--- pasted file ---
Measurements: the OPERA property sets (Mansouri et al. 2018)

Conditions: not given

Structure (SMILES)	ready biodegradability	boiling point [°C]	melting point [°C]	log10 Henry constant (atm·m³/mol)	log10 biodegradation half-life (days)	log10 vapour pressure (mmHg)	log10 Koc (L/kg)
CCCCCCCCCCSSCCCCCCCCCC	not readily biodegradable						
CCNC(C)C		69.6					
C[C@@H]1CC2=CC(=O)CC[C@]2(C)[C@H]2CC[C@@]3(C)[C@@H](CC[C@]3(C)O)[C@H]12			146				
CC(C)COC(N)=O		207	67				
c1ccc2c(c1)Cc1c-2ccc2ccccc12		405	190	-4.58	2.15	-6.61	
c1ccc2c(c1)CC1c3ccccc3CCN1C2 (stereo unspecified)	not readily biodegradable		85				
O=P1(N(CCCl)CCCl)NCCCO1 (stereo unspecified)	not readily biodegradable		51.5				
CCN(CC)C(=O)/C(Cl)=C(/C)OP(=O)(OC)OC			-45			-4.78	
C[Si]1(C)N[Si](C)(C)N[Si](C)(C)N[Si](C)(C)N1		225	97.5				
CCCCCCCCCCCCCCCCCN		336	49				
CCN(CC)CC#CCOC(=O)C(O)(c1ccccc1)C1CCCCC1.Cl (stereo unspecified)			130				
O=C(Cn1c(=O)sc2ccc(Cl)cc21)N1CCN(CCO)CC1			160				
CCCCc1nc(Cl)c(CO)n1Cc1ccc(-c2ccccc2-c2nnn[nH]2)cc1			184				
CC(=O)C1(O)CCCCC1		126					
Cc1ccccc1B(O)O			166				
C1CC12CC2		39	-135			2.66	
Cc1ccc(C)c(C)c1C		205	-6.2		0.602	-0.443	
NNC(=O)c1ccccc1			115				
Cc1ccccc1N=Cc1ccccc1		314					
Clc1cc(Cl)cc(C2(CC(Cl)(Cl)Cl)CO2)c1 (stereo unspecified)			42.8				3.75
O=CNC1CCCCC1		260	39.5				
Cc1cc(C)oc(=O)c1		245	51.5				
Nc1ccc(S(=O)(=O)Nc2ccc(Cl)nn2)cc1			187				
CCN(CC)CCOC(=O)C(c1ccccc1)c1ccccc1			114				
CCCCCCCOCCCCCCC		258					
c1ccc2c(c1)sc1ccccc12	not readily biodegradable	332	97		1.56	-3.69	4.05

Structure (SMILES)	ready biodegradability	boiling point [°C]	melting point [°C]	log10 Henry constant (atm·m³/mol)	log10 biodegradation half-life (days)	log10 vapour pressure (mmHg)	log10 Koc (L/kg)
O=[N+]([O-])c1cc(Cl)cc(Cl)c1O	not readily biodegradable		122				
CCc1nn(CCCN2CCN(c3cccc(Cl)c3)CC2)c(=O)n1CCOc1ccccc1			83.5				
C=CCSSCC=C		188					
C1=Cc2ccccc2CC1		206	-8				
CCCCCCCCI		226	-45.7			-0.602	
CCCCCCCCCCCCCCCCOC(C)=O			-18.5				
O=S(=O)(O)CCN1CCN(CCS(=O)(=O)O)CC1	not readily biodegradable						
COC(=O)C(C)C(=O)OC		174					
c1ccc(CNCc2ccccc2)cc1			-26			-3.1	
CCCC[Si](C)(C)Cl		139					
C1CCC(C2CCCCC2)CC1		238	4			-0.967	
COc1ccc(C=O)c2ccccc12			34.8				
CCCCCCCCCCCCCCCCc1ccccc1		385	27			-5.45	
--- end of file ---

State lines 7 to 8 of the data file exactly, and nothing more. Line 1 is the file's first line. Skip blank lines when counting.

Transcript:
CC(C)COC(N)=O		207	67				
c1ccc2c(c1)Cc1c-2ccc2ccccc12		405	190	-4.58	2.15	-6.61	